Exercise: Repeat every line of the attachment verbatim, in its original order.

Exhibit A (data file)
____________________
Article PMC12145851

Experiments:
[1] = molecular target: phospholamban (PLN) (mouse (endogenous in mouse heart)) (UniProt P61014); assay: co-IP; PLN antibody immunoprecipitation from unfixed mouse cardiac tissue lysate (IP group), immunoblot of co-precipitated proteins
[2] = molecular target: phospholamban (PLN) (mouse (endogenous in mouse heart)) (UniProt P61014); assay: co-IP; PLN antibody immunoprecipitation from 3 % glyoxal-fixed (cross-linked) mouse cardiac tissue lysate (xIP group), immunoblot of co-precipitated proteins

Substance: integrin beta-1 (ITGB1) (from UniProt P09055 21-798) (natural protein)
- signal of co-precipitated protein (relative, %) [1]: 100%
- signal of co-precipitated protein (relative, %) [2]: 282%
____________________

Article PMC12145851

Experiments:
[1] = molecular target: phospholamban (PLN) (mouse (endogenous in mouse heart)) (UniProt P61014); assay: co-IP; PLN antibody immunoprecipitation from unfixed mouse cardiac tissue lysate (IP group), immunoblot of co-precipitated proteins
[2] = molecular target: phospholamban (PLN) (mouse (endogenous in mouse heart)) (UniProt P61014); assay: co-IP; PLN antibody immunoprecipitation from 3 % glyoxal-fixed (cross-linked) mouse cardiac tissue lysate (xIP group), immunoblot of co-precipitated proteins

Substance: integrin beta-1 (ITGB1) (from UniProt P09055 21-798) (natural protein)
- signal of co-precipitated protein (relative, %) [1]: 100%
- signal of co-precipitated protein (relative, %) [2]: 282%